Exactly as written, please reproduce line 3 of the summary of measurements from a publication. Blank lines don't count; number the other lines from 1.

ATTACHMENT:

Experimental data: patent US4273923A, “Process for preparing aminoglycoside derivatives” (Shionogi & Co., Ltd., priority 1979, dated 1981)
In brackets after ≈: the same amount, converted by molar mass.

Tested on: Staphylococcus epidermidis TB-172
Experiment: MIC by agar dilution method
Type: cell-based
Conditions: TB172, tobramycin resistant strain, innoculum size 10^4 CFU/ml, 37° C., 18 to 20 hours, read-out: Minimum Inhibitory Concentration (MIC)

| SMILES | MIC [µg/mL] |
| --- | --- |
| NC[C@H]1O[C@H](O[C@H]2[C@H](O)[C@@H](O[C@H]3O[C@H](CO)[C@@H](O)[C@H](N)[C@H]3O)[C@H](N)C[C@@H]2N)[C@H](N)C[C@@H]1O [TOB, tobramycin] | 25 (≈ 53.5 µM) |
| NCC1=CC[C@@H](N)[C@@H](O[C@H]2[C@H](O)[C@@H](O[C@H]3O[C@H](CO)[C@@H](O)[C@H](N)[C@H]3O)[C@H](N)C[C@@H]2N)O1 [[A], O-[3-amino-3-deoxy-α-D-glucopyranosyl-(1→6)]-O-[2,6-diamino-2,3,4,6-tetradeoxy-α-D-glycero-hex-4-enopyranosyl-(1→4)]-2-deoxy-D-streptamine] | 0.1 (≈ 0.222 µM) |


Tested on: Staphylococcus epidermidis TB-172